Commentary: Should online job interviews become the norm in a world of virtual work?

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Recruiters know it often only takes a few moments to realise the can­di­date may be a fit for the role. A vir­tu­al inter­view process can mean more can­di­dates screened in less time, the com­mut­ing time to boot.

Many vir­tu­al inter­views now also include a pre-record­ed video known as auto­mat­ed video inter­views (AVIs), where can­di­dates answer a series of ques­tions and their respons­es are either screened through arti­fi­cial intel­li­gence visu­al infor­ma­tion, ver­bal key­words, or tone of voice, or passed to hir­ers who can sift through the record­ings.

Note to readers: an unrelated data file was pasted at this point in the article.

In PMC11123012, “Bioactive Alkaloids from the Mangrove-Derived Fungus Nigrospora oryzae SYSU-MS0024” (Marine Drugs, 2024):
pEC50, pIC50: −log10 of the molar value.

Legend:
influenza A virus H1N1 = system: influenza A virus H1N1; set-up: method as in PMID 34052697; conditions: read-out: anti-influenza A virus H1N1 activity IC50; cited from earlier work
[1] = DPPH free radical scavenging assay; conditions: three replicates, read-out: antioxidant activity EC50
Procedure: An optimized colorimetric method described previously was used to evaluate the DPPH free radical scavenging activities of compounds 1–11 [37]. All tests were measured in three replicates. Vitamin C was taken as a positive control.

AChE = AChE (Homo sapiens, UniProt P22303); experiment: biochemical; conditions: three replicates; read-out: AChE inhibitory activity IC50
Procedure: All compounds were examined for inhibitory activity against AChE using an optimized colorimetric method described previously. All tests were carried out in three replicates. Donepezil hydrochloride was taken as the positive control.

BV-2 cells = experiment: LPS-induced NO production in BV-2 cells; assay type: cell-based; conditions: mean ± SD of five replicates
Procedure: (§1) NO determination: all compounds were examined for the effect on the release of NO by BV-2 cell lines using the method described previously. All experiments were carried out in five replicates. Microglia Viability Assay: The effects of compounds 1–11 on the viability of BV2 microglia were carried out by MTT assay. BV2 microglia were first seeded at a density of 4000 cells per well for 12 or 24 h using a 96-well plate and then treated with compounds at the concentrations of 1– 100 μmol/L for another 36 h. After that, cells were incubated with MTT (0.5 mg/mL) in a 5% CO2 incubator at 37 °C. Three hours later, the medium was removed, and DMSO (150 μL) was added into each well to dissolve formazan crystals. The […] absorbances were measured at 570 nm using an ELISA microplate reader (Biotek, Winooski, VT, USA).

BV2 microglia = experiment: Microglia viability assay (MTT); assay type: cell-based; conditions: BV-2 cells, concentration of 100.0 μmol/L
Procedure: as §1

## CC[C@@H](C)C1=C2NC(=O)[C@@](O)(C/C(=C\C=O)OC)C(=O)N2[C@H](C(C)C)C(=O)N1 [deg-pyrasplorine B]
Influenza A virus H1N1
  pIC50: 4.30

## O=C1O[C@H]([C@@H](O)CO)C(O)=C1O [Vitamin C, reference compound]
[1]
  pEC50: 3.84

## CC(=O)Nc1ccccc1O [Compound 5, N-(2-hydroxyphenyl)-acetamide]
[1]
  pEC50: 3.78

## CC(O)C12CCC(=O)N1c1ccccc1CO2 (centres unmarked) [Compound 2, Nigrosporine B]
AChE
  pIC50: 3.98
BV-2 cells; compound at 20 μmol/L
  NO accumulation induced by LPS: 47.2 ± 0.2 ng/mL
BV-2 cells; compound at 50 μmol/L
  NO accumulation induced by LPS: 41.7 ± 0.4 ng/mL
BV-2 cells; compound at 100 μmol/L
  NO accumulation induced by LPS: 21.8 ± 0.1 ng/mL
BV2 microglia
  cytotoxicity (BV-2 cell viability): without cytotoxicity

This is con­ve­nient for hir­ers as it is an asyn­chro­nous process. Videos also may be espe­cial­ly valu­able if the job are hir­ing has an ele­ment of being able to present and well vir­tu­al­ly.


Cer­tain­ly, vir­tu­al inter­views also have a few draw­backs that can make in-per­son meet­ings more attrac­tive. First, there is the issue of access – for both inter­view­er and can­di­date — to a sta­ble Inter­net con­nec­tion and a com­put­er to make the inter­view effec­tive.

I have seen cor­po­rate human resources staff with such poor Inter­net and shod­dy micro­phones that it severe­ly impaired the flow of the inter­view. It can also be unfair and dis­crim­i­nate against can­di­dates of social-eco­nom­ic sta­tus if access to tech­nol­o­gy impacts their chances of the job.

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